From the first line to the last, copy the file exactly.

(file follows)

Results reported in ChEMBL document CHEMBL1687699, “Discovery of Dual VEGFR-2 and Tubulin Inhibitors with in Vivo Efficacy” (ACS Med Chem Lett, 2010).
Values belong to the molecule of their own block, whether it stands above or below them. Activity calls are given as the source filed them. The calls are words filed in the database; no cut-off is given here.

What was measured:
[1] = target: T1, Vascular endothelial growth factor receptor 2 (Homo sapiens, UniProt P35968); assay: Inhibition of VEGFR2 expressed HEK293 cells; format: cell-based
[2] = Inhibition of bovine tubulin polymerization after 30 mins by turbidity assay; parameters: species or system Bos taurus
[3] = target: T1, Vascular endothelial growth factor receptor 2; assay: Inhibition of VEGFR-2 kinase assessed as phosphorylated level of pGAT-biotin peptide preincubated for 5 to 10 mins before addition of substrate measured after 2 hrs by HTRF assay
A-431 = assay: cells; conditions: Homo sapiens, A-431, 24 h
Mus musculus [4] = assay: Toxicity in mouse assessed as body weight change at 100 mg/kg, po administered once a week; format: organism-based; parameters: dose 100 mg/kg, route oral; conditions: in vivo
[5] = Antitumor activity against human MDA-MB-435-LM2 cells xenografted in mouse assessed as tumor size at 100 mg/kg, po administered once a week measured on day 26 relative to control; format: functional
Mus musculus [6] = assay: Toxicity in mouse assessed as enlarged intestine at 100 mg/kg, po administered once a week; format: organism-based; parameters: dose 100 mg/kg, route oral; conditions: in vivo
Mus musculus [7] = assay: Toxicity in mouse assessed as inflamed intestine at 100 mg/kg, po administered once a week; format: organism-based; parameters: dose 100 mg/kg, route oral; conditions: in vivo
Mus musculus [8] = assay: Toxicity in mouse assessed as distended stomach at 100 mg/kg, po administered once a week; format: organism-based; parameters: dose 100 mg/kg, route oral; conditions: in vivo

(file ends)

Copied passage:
Results reported in ChEMBL document CHEMBL1687699, “Discovery of Dual VEGFR-2 and Tubulin Inhibitors with in Vivo Efficacy” (ACS Med Chem Lett, 2010).
Values belong to the molecule of their own block, whether it stands above or below them. Activity calls are given as the source filed them. The calls are words filed in the database; no cut-off is given here.

What was measured:
[1] = target: T1, Vascular endothelial growth factor receptor 2 (Homo sapiens, UniProt P35968); assay: Inhibition of VEGFR2 expressed HEK293 cells; format: cell-based
[2] = Inhibition of bovine tubulin polymerization after 30 mins by turbidity assay; parameters: species or system Bos taurus
[3] = target: T1, Vascular endothelial growth factor receptor 2; assay: Inhibition of VEGFR-2 kinase assessed as phosphorylated level of pGAT-biotin peptide preincubated for 5 to 10 mins before addition of substrate measured after 2 hrs by HTRF assay
A-431 = assay: cells; conditions: Homo sapiens, A-431, 24 h
Mus musculus [4] = assay: Toxicity in mouse assessed as body weight change at 100 mg/kg, po administered once a week; format: organism-based; parameters: dose 100 mg/kg, route oral; conditions: in vivo
[5] = Antitumor activity against human MDA-MB-435-LM2 cells xenografted in mouse assessed as tumor size at 100 mg/kg, po administered once a week measured on day 26 relative to control; format: functional
Mus musculus [6] = assay: Toxicity in mouse assessed as enlarged intestine at 100 mg/kg, po administered once a week; format: organism-based; parameters: dose 100 mg/kg, route oral; conditions: in vivo
Mus musculus [7] = assay: Toxicity in mouse assessed as inflamed intestine at 100 mg/kg, po administered once a week; format: organism-based; parameters: dose 100 mg/kg, route oral; conditions: in vivo
Mus musculus [8] = assay: Toxicity in mouse assessed as distended stomach at 100 mg/kg, po administered once a week; format: organism-based; parameters: dose 100 mg/kg, route oral; conditions: in vivo